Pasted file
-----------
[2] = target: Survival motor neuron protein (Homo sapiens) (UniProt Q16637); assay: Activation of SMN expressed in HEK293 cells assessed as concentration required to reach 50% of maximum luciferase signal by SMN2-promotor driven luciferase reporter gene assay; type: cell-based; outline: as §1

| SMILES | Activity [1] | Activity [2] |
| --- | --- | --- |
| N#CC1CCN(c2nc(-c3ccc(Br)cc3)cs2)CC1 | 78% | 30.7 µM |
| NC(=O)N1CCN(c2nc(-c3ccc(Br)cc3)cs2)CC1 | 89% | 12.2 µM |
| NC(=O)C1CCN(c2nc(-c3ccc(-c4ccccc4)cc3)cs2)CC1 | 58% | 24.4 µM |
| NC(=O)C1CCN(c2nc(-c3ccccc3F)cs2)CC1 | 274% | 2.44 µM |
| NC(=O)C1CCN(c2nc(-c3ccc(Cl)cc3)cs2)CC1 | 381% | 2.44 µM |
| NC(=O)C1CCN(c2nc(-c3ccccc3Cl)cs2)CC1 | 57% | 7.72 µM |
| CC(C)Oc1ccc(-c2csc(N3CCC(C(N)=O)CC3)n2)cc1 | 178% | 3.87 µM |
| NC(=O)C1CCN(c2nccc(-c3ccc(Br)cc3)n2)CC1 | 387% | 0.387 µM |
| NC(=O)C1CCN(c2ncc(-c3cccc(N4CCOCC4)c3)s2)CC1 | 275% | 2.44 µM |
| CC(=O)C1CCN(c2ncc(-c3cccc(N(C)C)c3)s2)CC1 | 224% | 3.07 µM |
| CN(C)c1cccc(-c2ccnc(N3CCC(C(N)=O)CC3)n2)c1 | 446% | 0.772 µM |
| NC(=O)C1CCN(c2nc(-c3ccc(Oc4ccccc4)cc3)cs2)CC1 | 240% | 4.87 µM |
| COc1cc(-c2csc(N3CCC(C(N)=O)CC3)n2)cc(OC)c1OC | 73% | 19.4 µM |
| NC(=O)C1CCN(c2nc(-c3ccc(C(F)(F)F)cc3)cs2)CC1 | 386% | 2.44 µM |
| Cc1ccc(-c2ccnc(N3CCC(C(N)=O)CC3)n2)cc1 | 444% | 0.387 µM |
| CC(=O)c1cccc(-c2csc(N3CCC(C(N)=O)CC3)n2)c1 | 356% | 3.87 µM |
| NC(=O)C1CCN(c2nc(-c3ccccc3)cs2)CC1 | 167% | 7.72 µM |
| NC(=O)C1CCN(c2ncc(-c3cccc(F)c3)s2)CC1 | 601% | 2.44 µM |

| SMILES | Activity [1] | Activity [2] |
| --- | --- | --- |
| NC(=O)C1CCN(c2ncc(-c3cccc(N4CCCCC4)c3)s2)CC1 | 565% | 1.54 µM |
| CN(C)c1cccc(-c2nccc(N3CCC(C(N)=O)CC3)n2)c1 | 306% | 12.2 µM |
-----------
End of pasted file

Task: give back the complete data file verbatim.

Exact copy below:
[2] = target: Survival motor neuron protein (Homo sapiens) (UniProt Q16637); assay: Activation of SMN expressed in HEK293 cells assessed as concentration required to reach 50% of maximum luciferase signal by SMN2-promotor driven luciferase reporter gene assay; type: cell-based; outline: as §1

| SMILES | Activity [1] | Activity [2] |
| --- | --- | --- |
| N#CC1CCN(c2nc(-c3ccc(Br)cc3)cs2)CC1 | 78% | 30.7 µM |
| NC(=O)N1CCN(c2nc(-c3ccc(Br)cc3)cs2)CC1 | 89% | 12.2 µM |
| NC(=O)C1CCN(c2nc(-c3ccc(-c4ccccc4)cc3)cs2)CC1 | 58% | 24.4 µM |
| NC(=O)C1CCN(c2nc(-c3ccccc3F)cs2)CC1 | 274% | 2.44 µM |
| NC(=O)C1CCN(c2nc(-c3ccc(Cl)cc3)cs2)CC1 | 381% | 2.44 µM |
| NC(=O)C1CCN(c2nc(-c3ccccc3Cl)cs2)CC1 | 57% | 7.72 µM |
| CC(C)Oc1ccc(-c2csc(N3CCC(C(N)=O)CC3)n2)cc1 | 178% | 3.87 µM |
| NC(=O)C1CCN(c2nccc(-c3ccc(Br)cc3)n2)CC1 | 387% | 0.387 µM |
| NC(=O)C1CCN(c2ncc(-c3cccc(N4CCOCC4)c3)s2)CC1 | 275% | 2.44 µM |
| CC(=O)C1CCN(c2ncc(-c3cccc(N(C)C)c3)s2)CC1 | 224% | 3.07 µM |
| CN(C)c1cccc(-c2ccnc(N3CCC(C(N)=O)CC3)n2)c1 | 446% | 0.772 µM |
| NC(=O)C1CCN(c2nc(-c3ccc(Oc4ccccc4)cc3)cs2)CC1 | 240% | 4.87 µM |
| COc1cc(-c2csc(N3CCC(C(N)=O)CC3)n2)cc(OC)c1OC | 73% | 19.4 µM |
| NC(=O)C1CCN(c2nc(-c3ccc(C(F)(F)F)cc3)cs2)CC1 | 386% | 2.44 µM |
| Cc1ccc(-c2ccnc(N3CCC(C(N)=O)CC3)n2)cc1 | 444% | 0.387 µM |
| CC(=O)c1cccc(-c2csc(N3CCC(C(N)=O)CC3)n2)c1 | 356% | 3.87 µM |
| NC(=O)C1CCN(c2nc(-c3ccccc3)cs2)CC1 | 167% | 7.72 µM |
| NC(=O)C1CCN(c2ncc(-c3cccc(F)c3)s2)CC1 | 601% | 2.44 µM |

| SMILES | Activity [1] | Activity [2] |
| --- | --- | --- |
| NC(=O)C1CCN(c2ncc(-c3cccc(N4CCCCC4)c3)s2)CC1 | 565% | 1.54 µM |
| CN(C)c1cccc(-c2nccc(N3CCC(C(N)=O)CC3)n2)c1 | 306% | 12.2 µM |